When cooked, take out the cutlets and let them rest while you get on with the job of making a sauce: on a medium heat, stir 2 teaspoons of flour into the pan juices and then whisk in ½ pint of stock– veal, lamb or chicken, it’s up to you – simmer for a little under 10 minutes to cook out the flour. Take it off the heat and then whisk in a good-sized knob of butter. Taste the sauce and add salt, pepper and lemon juice to taste. “The sauce should be well seasoned, and not too copious or thick”, says Jane.
“Lemon quarters, mushrooms, watercress, a few boiled potatoes, are the right kind of setting for a meat cooked in this way”. I did the same, though I swapped watercress for broccoli. I think you always need something on your plate, perhaps that’s why she included watercress.
#340 Veal (or Lamb) Cutlets. These were great; everything was all very subtly-flavoured so the slightly piquant lemon and herbs didn’t mask the wonderfully tender veal. What else can I say? Great stuff. 8/10.

#317 Skuets

This is an old recipe made up of sweetbreads, bacon and mushrooms grilled on skewers. Indeed, the work skuet is a corruption of the word skewer. The recipe first pops up in the literature in The Compleat Housewife by E Smith (a Lady) first published in 1729. Here’s her recipe from the 1753 edition:

Take fine, long, and slender skewers; then cut veal sweet-breads into pieces like dice, and some fine bacon into thin square bits; so season them with forc’d-meat, and then spit them on the skewers, a bit of sweet-bread, and a bit of bacon, till all is on; roast them, and lay them round a fricasy of sheep’s-tongues.

Chef to kings: Antoine Carême

Forced meat is simply meat mixed with other ingredients to ‘force’ it to go further. I made forcemeat balls a while back (click here for the post). The recipe given here is a jazzed-up version from French chef Antoine Carême’s 1833 book L’art de la cuisine franҫaise au dix-neuvième siècle. According to Grigson, he praises it as an excellent English dish. Jane suspects he found out about it when he lived and worked in London as the Prince Regent’s chef. The changes he made were simple: lose the forcemeat, add some nice mushrooms and serve with bread sauce (see here for recipe) as well as some crunchy browned breadcrumbs.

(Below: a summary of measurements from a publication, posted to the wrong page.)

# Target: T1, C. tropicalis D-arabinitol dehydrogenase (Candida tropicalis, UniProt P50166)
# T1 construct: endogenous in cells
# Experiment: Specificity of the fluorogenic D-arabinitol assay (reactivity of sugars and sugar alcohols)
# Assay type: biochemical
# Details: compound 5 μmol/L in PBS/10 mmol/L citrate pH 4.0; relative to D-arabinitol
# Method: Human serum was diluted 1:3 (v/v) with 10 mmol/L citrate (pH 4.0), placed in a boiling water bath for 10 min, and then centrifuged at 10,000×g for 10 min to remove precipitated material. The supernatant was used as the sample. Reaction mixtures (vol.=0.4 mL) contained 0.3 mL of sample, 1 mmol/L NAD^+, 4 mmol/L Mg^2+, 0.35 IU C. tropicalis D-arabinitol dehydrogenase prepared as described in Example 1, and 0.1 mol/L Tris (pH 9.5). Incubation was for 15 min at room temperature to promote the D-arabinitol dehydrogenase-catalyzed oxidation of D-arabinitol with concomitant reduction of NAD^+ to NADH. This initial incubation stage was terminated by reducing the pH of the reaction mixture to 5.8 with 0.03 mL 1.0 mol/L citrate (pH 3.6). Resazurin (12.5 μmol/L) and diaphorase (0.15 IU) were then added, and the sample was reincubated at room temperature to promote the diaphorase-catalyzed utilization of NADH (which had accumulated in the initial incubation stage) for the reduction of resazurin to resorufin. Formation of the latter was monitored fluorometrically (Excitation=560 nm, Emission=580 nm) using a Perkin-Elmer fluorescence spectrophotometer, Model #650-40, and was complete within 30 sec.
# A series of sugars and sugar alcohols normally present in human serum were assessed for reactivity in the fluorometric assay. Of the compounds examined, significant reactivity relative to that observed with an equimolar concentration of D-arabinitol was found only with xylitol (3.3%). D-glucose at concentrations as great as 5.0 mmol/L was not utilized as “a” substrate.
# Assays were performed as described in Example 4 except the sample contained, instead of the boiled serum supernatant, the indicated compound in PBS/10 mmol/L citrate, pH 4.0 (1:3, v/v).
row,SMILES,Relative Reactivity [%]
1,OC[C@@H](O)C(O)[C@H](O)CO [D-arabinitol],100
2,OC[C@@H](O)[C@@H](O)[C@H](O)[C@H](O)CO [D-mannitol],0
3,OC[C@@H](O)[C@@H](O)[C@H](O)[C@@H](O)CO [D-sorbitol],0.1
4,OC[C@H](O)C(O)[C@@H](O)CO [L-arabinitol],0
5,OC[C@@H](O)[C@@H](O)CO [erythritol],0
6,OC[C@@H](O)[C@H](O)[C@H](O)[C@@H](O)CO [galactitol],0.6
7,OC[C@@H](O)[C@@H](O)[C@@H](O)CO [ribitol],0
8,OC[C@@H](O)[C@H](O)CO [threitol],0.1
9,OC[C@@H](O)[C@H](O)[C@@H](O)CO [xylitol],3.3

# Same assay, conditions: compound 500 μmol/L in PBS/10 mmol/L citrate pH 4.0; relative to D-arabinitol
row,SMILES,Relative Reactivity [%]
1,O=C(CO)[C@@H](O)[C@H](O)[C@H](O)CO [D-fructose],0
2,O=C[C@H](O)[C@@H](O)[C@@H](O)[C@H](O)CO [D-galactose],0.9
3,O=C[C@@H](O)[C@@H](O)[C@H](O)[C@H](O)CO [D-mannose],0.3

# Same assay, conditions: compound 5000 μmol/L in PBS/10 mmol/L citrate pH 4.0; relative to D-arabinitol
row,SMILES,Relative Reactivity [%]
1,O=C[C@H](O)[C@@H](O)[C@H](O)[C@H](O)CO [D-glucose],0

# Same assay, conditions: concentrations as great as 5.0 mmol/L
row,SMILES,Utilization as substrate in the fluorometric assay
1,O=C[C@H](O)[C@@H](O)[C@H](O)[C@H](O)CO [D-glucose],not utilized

Sweetbreads are not the easiest of cuts to get hold of these days: I remember speaking to a butcher in Houston who said he came by them sometimes, but if I wanted some, I would have to buy a whole ten pound tray. I was tempted but declined. What if I didn’t like them? Well I am glad I didn’t because I spotted a pack of frozen calves’ sweetbreads in Whole Foods whilst buying some other bits and bobs. I do love that shop.


For those that are not aware, sweetbreads are a type of offal and come from the thyroid gland, situated around the throat, of either calves or lambs. The thyroid, or thymus, gland produces the hormone thyroxin which is involved in the proper regulation of metabolism. Hyperthyroidism is a common disease where the sufferer produces too much, causing very high metabolism and, as a consequence, is rather skinny. I had a cat with it once. Other glandular organs are also sold as sweetbreads such as the pancreas, the sublingual glands of the tongue, the parotid gland of the cheek and also the testicles, though ‘throat’ sweetbreads are by far the commonest. Why are they called sweetbreads? Well, they are sweet because they taste richer and sweeter compared to meat, and they are bread because the old English word for flesh is bræd. I assume the bread that we get in loaves carries the name it does because Jesus said bread was his flesh during the Last Supper (I’m surprised he didn’t put anyone off).

Diagram showing the position of the thyroid, or thymus, glands

Sweetbreads were once very, very popular, but have now died a death. Though, like many of the old forgotten cuts of meat, there is a slight resurgence. I had never eaten them, but certainly wasn’t nervous about eating a big gland; I just always worry that the reason people don’t choose to eat them anymore is because they taste bad.

This recipe makes enough for four people: